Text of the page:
It was near midnight Monday, and Larry Peabody looked toward a leading flank of the giant Station fire as it advanced over a ridge in the Angeles National Forest, marching toward the Mt. Wilson Observatory.
"We can't stop the head of the fire," said Peabody, a fuels battalion chief for the U.S. Forest Service, as he stood in the darkness on the bottom of Mt. Wilson Road, a narrow switchback off the Angeles Crest Highway that is the only paved road into and out of the peak-hugging observatory compound.
The battle for Mt. Wilson was fully engaged.
To one side of the firefighters were multiplying ranks of snarling flames that already had turned miles of centuries-old trees to charcoal. To the other side were a hundred years of astronomical history and hundreds of millions of dollars in communications towers, treasures to the city below.
Over five days and four nights, the fight would be waged on the ground and from the sky, and the odds of saving the legendary observatory and its neighboring thickets of broadcast spires often seemed slim at best.
Peabody and his colleagues were already exhausted. In oven heat, they had hacked away brush around Mt. Wilson's structures, and taken chain saws to low-hanging limbs of oak and pine, in hopes of starving the main body of the fire. As they toiled, smaller but growing flare-ups climbed the mountain like a procession of candle-bearers.
Now, some of the firefighters were trying to steal a few hours of sleep, or at least a few minutes, in bedrolls on a turn-off from the highway. Clogging the narrow lanes were boulders loosened from the braces of trees that had been felled by the fire.
On Mt. Wilson itself, two-dozen firefighters stood overnight sentry, positioned along the gloomy perimeters of the observatory and towers. A greater number might have been deployed, but there were more pressing priorities in the urban elevations -- the protection of hillside homes.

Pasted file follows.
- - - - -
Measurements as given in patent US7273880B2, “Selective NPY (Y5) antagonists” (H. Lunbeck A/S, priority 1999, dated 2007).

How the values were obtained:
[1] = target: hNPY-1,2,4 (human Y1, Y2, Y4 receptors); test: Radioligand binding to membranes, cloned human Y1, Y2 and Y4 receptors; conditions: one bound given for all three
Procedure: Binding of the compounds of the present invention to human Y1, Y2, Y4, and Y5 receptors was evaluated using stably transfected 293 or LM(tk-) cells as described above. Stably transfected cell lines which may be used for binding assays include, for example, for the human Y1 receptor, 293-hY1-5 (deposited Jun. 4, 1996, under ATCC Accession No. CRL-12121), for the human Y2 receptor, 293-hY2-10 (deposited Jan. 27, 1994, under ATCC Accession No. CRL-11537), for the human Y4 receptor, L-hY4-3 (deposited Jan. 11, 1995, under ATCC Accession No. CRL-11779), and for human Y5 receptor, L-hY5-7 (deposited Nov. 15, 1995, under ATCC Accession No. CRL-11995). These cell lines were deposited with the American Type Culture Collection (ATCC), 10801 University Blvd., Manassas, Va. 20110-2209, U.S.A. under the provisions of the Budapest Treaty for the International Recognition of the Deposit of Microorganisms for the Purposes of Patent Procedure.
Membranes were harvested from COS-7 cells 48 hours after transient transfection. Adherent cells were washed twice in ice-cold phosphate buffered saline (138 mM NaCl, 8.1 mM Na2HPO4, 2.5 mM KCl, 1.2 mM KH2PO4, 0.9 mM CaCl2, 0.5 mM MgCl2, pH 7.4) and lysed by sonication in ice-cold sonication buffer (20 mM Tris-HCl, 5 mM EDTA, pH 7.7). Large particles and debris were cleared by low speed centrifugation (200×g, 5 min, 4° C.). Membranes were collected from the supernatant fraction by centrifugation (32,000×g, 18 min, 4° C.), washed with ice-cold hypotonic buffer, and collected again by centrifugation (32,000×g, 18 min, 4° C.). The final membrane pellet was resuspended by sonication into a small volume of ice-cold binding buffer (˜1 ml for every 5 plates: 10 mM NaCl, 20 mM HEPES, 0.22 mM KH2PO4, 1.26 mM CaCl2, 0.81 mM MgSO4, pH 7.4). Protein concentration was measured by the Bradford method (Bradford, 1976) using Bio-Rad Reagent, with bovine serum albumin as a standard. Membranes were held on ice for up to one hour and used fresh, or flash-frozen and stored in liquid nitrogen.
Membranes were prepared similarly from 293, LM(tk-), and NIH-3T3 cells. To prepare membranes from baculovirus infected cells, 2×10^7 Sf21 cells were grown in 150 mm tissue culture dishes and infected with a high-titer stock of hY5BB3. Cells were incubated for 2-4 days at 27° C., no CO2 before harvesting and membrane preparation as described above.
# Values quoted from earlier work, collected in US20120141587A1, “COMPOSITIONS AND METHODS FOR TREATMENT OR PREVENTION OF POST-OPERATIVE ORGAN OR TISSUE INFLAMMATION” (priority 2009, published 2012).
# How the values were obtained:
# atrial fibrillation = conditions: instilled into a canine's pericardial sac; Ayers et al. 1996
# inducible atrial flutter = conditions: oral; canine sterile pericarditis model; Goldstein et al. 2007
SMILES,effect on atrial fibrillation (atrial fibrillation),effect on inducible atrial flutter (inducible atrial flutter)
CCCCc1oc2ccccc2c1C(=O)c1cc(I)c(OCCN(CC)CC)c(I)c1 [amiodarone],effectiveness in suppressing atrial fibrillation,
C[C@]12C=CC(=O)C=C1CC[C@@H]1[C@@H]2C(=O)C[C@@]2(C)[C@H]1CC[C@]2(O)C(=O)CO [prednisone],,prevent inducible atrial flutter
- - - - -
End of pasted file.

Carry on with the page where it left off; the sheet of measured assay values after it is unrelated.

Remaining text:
The domed observatory and its companion installations -- including the towers that serve broadcast outlets and a variety of law-enforcement and national security functions -- had been evacuated. The resulting scene was as otherworldly as Mt. Wilson's place in Los Angeles lore, as the 105-year-old science marvel whose 100-inch Hooker telescope had proved the existence of other galaxies flung across an expanding universe.
Columns of smoke turned the moonlight orange, and the flurries of ash mimicked the 5,710-foot mountain's winter snowfall. Sound came only from the wind, with some gusts created by the fire churning in sea-deep canyons.
At daybreak Monday, things had become worse. Twin fronts of the blaze drew closer, and the danger posed to the crews staging a last line of defense was suddenly a matter of moral imperative.
Firefighters were ordered off Mt. Wilson, and there were prayers for a change in the weather -- a shift in the winds, a burst of rain, anything that might make a return to the observatory less than suicidal.
"It's not worth dying for," said Los Angeles County Fire Department Battalion Chief Steve Martin.
He spoke even as the elements abided. Temperatures cooled a bit, the humidity rose, the wind died down, and firefighters pushed the flames back from the slopes of La Canada Flintridge and La Crescenta, in Mt. Wilson's shadow.
By Tuesday afternoon, the crews were back at the observatory, and an intensified aerial assault was under way. Helicopters bombarded the canopies of trees with fire-retardant gel and foam. A pair of 18-wheelers angled up Mt. Wilson Road to deliver two house-sized earthmovers, which were put to work scraping the hillsides clean of brush.
And then backfires were set under the oaks within a few feet of the observatory's gleaming white dome, triggering a skull-rattling alarm that blared from large horns on the building.
By dusk, all that could be done had been done to gird for the arrival of the flames, which were expected to scale the mountain by 2 a.m. Wednesday. A backup contingent of 18 fire engines lined Angeles Crest Highway at the turn-off, five miles down the road. Aircraft were on standby.
If the fire overran the compound, a last-resort measure would be taken to spray the technology-packed structures with foam. "We do not plan to cover everything with a gooey mess," said county Fire Deputy Chief James Powers, who was supervising the operation from his improvised headquarters in an observatory office.
About 100 firefighters were dug in, waiting. Two a.m. came and went, and the fire stayed below the observatory perimeter.
At dawn, it had retreated to a less-threatening distance, but not far enough for comfort. The same was true at midday.
"We're still fairly concerned," said Paul Lowenthal, a spokesman for the fire teams. "This fire is constantly changing and moving in different directions."
It wasn't until late afternoon that the die-hard crews were feeling good about their prospects of winning, even though scattered hot spots continued to menace the observatory.
"We're pretty confident," said Los Angeles County Fire Inspector Edward Osorio. "Mt. Wilson is going to be OK."